Immigration New Zealand could be facing a claim for more than $400,000 after a High Court judgment last month ruled it had wrongfully suspended the processing of student visas at one private training establishment.
Edenz College was one of four private educational institutions the agency said was "non-compliant with its obligations to international students" following its investigations, codenamed Operation Medusa, into alleged illegal labour scams involving international students.
Steve Stuart, Immigration's acting deputy chief executive, made a decision on November 22 to suspend the processing of visa applications for study at the four schools, including Edenz.
But the High Court's Judge Ronald Young said the decision was an "error of law" and was made based on "incorrect factual assumptions".
"There is no evidence in this case provided by Immigration New Zealand or the New Zealand Qualifications Authority which in any way links Edenz with any alleged illegal labour scam involving international students," the judgment said.
"Edenz deny any such link and ... there is currently no evidence to justify any such inference."
Medusa governance group chairman Peter Elms told Mr Stuart in a memo that Edenz had been found to have fraudulent attendance records and visa applications, students working in excess of the permitted 20 hours per week, poor facilities and breaches of NZQA requirements and immigration instructions.
In a statement released on Christmas Eve, Immigration said it was resuming the processing of all student visas from the "High Court decision in respect to Edenz".
Edenz president Tim Cooper said the suspension was a "needless nightmare" for his college, and had resulted in $305,000 in direct losses because of student cancellations and a legal bill of nearly $100,000.
"There's no doubt we will be getting costs, but we are seriously considering to seek claims for the losses and damages as well," he said.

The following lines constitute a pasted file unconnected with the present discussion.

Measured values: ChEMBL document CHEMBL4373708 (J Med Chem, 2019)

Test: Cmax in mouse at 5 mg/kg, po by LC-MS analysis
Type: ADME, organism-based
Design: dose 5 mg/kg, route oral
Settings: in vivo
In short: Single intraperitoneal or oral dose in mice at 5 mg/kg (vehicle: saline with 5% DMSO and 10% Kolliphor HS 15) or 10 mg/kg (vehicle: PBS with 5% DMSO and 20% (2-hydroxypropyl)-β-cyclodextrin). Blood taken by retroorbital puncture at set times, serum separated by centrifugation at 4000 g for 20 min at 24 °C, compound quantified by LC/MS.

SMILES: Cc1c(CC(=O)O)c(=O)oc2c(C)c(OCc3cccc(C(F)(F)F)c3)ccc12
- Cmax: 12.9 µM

Mr Cooper said Edenz employed more than 50 staff but jobs and staff hours had been cut, with some in management working without pay "to keep the school going".
Managing director Vivian Fan said it had been an "extremely difficult" time for both staff and students, who faced uncertainty about whether they could renew their visas.
Operation Medusa was launched on September 3 following concerns about education providers believed to be involved in the exploitation of foreign students by facilitating labour exploitation by employers.
In a document submitted to the court, operation commander Dean Blakemore said: "It is almost certain that financial exploitation of foreign students is occurring."
He said the operation would include four distinct phases, which would include unannounced visits to schools and their satellite campuses in regional locations.
The first investigation phase found the National Institute of Studies to have students studying at a different location to that listed on their visas and fees not lodged with Public Trust.
Aotearoa Tertiary Institute was found to have provided substandard courses and students working in excess of 20 hours, and the New Zealand School of Business and Government was found to have fraudulent attendance records and a non-compliant course-delivery model.
Mr Elms, who is also Immigration's general manager, said he did not think the Edenz judgment was a set-back to the investigations.
"The High Court's decision in the case of Edenz related to the process followed by Immigration in making its suspension decision in the circumstances of that particular case," Mr Elms said. "Immigration does not consider that this in any way impedes its ability to investigate or take future suspension action in respect of any PTE."
He said Immigration had been engaging with all four establishments regarding the concerns that had been raised but was unable to say how long the process would take.
"It's hoped that this approach will lead to a satisfactory outcome for everyone concerned, but Immigration retains the ability to consider suspension action in future if warranted."
Mr Elms said Operation Medusa was continuing along with the agency's other investigations into international student fraud and scams.
"Immigration is determined to maintain the integrity of the export-education industry and New Zealand's reputation as a quality destination," he added.
"It would not hesitate to take appropriate action against any PTEs which do not comply with their legal obligations."
Export education is worth about $2.7 billion annually.
What is it?
A multi-agency investigation, which began in September, into the exploitation of international students for illegal labour.
Who is involved?
Immigration New Zealand is leading the operation, with NZQA and other Ministry of Business, Innovation and Employment branches
What are they investigating?
The main focus is on the supply of migrant labour for the horticulture and viticulture industries by private training establishments.
What have they found?
Four institutions were found to be non-compliant with education and immigration laws. Their ability to apply for visas was suspended, then restored after a High Court challenge. Immigration NZ says the operation is continuing.